LAST YEAR, a group of neighbours in Isaacs got together to produce “Floriade in the Suburbs” at their local IGA and now they don’t want to let it go.
Betsy Joseph had previously filled out the Floriade application form on behalf of school and community groups, so she was given the task of making sure the details were correct, while Bill Ruse and the Isaacs Neighbourhood Group began clearing out the pots.
“There were some big pots that are still there and we’ve used them, but they had junk growing in them; there was a ratty little pine tree and it hadn’t been tended to in five or six years,” says Bill.
Floriade provided tulip and daffodil bulbs and pansies for the Isaacs Neighbourhood Group, which were planted in July.
“The last pansies are at the end of their beautiful life now, they’ve been looked after well,” he says.
To liven up the area again, the Isaacs Neighbourhood Group has begun removing the pansies and looking after the bulbs to reuse.
The group has also replaced the flowers with petunias to maintain the colourful environment until Floriade kicks off again in spring.
“We figure once the petunias die off, we might have a period of no colour, but we’ll clean them out and tidy it up in anticipation of ‘Floriade in the Suburbs’ again, if it happens again,” says Bill.
Betsy says there was plenty of interest in community groups taking part in ‘Floriade in the Suburbs’ in 2021, which is a promising sign of the event’s hopeful return this year.
“Events Canberra should be happy to continue it in the community because people are enjoying taking part in it and seeing it,” she says.
Bill says they’ll keep looking after it, even without “Floriade in the Suburbs”.
“Having started it, it would seem a shame to not chip away at it and keep it looking reasonable, and it doesn’t take much time,” he says.
“If we let it go, it’s another big effort to refresh it, so we just regard it as an extension of our own home gardening.”
The Isaacs Neighbourhood Group has a WhatsApp group chat where members share updates and photos, and let each other know when the plants get watered by someone, to avoid overwatering them.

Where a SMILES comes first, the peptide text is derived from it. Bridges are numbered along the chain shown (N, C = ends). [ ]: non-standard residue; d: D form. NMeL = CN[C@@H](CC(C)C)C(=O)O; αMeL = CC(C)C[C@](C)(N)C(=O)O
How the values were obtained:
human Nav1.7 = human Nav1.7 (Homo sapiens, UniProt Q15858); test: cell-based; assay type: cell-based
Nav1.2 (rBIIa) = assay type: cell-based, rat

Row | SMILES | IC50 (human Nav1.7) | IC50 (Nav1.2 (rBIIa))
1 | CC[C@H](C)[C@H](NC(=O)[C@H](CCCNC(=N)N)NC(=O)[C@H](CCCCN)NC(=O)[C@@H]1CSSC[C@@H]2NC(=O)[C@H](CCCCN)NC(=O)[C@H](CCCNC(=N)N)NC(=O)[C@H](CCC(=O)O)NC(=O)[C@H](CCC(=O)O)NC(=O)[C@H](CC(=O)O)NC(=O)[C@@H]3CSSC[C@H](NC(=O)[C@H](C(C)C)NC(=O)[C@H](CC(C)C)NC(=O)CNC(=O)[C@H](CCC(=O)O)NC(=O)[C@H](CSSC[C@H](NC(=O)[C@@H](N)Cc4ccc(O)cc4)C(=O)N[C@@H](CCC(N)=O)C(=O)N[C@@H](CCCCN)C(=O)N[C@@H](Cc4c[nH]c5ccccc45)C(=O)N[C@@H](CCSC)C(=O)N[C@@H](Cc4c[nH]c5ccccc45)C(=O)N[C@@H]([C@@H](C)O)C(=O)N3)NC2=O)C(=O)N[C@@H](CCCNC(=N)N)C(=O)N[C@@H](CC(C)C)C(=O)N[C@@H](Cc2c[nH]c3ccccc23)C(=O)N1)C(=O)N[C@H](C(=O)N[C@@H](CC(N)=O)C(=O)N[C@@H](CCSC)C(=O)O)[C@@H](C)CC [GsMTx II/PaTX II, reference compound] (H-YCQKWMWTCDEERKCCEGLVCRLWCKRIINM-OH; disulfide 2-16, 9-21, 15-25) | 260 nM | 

“It brings people together, watering the flowers or seeing the flowers, it brings people into the community and it makes you feel good,” says Betsy.
“A family came along with their three little kids and they seemed to have fun helping out, which achieved something, so there’s good community involvement,” says Bill.
“As it came along, more people were asking whether they could be part of it and join the group and what started off with just people we knew, we’re growing little by little,” says Betsy.
The application to take part in “Floriade in the Suburbs” is straightforward, and Betsy puts all the requirements in place and makes sure the form has all the correct details.
“It is easy for any community to take it on. Everybody is happy to chip in and help is what I’ve learned,” says Betsy.
The Isaacs Neighbourhood Group has also received comments from locals visiting the shops, about how nice the flowers look.
“The shop owners are very appreciative, too. The IGA and the Supersweet patisserie really like it. They’re quite pleased with what we’ve done,” says Bill.
Supersweet patisserie used petals from the flowers to decorate cakes and desserts, so Betsy has begun planning to include more edible flowers in the 2022 display, as well as little vegetables and herbs for community and shop use.
“I love to see it growing,” says Betsy, and it also helps to boost income for the local businesses.
Betsy says with COVID-19 and working from home, she’ll go to the local shops to get a coffee, and it’s nice to see the colour and flowers.
It provides a positive scene and a nice distraction from the pandemic, and Betsy would love to see other communities do similar things in their suburbs.
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